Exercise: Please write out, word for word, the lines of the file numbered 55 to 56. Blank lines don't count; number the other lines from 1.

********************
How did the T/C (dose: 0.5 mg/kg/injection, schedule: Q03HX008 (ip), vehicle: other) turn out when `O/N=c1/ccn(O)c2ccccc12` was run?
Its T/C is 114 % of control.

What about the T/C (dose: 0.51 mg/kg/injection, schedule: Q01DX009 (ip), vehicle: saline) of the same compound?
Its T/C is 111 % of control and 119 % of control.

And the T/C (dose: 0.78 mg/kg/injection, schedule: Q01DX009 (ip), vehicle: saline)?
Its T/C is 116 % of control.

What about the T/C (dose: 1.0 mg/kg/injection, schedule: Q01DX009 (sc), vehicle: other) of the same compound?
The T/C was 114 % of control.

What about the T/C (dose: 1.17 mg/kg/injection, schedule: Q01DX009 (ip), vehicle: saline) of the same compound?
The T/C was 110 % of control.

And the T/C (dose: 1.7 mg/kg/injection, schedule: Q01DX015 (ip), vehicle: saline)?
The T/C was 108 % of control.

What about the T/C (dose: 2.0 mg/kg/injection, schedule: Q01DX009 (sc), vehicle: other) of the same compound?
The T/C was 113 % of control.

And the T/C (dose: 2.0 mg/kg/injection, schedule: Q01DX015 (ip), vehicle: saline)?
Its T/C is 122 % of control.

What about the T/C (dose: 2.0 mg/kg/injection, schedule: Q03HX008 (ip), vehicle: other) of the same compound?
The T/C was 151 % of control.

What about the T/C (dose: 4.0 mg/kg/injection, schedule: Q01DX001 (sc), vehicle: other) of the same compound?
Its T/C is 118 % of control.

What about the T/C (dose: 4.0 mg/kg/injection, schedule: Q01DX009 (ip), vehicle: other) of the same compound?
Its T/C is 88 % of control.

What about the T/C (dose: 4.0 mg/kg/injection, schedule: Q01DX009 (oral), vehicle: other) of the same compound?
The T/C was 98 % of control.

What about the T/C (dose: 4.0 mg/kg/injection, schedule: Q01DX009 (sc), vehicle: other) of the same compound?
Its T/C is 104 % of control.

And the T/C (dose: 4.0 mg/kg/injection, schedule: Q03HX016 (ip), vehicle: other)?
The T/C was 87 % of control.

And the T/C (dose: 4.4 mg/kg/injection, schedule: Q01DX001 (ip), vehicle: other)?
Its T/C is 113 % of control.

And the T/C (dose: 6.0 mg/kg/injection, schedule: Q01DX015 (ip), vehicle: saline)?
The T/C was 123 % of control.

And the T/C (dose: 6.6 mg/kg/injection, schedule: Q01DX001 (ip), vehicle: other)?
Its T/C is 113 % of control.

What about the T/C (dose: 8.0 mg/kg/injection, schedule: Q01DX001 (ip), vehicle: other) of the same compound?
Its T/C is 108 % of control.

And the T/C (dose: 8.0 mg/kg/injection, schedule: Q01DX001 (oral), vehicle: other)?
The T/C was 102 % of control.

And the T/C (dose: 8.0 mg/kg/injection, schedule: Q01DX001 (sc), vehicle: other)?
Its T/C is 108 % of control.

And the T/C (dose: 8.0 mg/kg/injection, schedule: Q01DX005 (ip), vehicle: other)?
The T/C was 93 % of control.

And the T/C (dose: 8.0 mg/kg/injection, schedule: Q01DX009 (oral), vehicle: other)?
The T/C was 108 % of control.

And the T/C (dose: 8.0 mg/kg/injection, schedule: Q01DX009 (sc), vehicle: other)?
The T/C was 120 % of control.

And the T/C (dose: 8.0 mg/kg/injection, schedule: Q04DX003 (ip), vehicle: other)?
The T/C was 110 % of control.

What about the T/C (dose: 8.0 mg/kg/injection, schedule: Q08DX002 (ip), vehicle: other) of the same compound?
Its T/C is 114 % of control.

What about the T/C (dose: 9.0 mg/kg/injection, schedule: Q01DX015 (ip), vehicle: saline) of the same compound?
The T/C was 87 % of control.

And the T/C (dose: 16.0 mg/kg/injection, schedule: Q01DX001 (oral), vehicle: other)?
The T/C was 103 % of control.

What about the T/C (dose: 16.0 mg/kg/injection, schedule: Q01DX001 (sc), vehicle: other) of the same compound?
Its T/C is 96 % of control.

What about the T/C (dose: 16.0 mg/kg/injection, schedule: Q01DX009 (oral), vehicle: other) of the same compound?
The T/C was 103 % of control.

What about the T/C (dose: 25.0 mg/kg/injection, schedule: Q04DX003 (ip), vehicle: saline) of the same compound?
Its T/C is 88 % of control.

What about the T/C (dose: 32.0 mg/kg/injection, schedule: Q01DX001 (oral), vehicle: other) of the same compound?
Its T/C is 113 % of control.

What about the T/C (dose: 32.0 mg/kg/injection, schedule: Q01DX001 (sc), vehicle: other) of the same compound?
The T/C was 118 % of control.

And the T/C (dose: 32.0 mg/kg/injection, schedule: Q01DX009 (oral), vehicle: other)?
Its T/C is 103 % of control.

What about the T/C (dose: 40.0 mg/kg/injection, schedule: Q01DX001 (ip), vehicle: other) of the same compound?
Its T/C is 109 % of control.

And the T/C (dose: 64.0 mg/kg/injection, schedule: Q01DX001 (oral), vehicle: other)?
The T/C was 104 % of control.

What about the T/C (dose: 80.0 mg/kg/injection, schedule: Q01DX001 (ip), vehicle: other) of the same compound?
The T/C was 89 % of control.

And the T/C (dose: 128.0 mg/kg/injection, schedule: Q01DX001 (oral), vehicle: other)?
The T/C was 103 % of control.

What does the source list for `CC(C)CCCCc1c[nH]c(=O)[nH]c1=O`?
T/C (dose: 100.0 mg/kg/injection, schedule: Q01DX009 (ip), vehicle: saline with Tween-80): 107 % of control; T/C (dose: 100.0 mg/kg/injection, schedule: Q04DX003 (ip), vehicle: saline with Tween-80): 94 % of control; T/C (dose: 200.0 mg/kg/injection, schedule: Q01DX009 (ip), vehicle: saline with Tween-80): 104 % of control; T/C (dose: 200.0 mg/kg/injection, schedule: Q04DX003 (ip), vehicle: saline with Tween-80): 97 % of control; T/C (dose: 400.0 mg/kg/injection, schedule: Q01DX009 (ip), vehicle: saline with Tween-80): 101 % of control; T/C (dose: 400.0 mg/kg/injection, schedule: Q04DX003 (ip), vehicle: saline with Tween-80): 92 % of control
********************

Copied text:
What about the T/C (dose: 16.0 mg/kg/injection, schedule: Q01DX001 (sc), vehicle: other) of the same compound?
Its T/C is 96 % of control.